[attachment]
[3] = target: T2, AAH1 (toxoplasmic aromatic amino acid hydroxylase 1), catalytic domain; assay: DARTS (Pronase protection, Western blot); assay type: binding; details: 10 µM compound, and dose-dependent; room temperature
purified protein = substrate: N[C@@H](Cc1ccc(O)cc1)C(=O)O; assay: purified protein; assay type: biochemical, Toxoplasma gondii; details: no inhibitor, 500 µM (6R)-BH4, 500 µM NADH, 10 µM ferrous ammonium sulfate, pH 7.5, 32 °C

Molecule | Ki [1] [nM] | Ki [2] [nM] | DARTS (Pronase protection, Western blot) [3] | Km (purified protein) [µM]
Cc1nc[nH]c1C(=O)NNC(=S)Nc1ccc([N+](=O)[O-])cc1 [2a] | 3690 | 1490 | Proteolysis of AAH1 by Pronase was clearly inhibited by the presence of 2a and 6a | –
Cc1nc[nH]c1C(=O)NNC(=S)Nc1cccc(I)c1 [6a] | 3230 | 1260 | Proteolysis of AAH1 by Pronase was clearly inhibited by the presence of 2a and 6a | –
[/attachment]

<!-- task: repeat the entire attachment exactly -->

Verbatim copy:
[3] = target: T2, AAH1 (toxoplasmic aromatic amino acid hydroxylase 1), catalytic domain; assay: DARTS (Pronase protection, Western blot); assay type: binding; details: 10 µM compound, and dose-dependent; room temperature
purified protein = substrate: N[C@@H](Cc1ccc(O)cc1)C(=O)O; assay: purified protein; assay type: biochemical, Toxoplasma gondii; details: no inhibitor, 500 µM (6R)-BH4, 500 µM NADH, 10 µM ferrous ammonium sulfate, pH 7.5, 32 °C

Molecule | Ki [1] [nM] | Ki [2] [nM] | DARTS (Pronase protection, Western blot) [3] | Km (purified protein) [µM]
Cc1nc[nH]c1C(=O)NNC(=S)Nc1ccc([N+](=O)[O-])cc1 [2a] | 3690 | 1490 | Proteolysis of AAH1 by Pronase was clearly inhibited by the presence of 2a and 6a | –
Cc1nc[nH]c1C(=O)NNC(=S)Nc1cccc(I)c1 [6a] | 3230 | 1260 | Proteolysis of AAH1 by Pronase was clearly inhibited by the presence of 2a and 6a | –